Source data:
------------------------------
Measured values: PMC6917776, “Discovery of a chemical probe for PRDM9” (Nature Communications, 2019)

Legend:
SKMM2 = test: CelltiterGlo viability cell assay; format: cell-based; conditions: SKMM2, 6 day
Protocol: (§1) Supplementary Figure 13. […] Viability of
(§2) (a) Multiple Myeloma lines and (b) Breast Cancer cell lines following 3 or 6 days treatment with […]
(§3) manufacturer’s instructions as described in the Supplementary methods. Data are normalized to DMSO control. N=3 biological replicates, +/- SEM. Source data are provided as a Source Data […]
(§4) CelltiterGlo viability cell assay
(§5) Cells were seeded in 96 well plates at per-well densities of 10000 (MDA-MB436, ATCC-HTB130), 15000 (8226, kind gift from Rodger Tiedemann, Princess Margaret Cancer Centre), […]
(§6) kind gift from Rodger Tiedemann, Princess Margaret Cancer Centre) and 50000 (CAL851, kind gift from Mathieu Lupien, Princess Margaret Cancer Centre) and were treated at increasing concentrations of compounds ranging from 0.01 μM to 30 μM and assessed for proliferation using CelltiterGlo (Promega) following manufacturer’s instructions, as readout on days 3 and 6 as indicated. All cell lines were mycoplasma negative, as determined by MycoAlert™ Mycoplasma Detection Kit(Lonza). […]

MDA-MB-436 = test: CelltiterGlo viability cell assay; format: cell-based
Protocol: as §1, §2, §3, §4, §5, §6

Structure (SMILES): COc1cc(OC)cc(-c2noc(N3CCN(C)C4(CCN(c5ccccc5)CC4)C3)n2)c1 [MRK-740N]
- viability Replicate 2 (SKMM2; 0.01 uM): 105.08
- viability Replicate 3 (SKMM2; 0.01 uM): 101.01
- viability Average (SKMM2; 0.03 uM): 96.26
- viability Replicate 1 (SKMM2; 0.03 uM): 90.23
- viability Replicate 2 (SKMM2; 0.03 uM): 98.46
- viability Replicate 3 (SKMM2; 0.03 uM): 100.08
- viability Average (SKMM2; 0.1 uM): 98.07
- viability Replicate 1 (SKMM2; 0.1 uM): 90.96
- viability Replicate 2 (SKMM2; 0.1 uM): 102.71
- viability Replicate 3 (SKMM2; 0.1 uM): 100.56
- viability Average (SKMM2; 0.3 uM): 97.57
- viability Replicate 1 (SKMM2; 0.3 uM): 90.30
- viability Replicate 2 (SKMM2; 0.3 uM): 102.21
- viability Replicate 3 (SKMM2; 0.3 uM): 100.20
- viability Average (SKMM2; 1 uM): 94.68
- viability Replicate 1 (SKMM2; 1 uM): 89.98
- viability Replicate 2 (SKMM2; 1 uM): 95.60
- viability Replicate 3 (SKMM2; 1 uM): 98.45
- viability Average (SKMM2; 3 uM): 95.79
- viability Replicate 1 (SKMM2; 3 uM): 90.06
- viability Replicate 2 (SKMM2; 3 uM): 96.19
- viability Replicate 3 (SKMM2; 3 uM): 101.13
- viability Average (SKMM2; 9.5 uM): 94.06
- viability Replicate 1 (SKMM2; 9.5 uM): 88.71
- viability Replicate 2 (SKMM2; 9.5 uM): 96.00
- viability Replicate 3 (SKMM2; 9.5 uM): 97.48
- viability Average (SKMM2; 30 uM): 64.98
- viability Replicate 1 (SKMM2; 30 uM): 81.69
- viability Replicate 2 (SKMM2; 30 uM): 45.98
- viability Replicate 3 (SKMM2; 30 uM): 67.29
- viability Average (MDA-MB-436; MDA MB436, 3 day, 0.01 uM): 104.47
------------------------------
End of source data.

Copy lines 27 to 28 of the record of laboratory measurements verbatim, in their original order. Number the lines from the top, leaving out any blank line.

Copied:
- viability Average (SKMM2; 1 uM): 94.68
- viability Replicate 1 (SKMM2; 1 uM): 89.98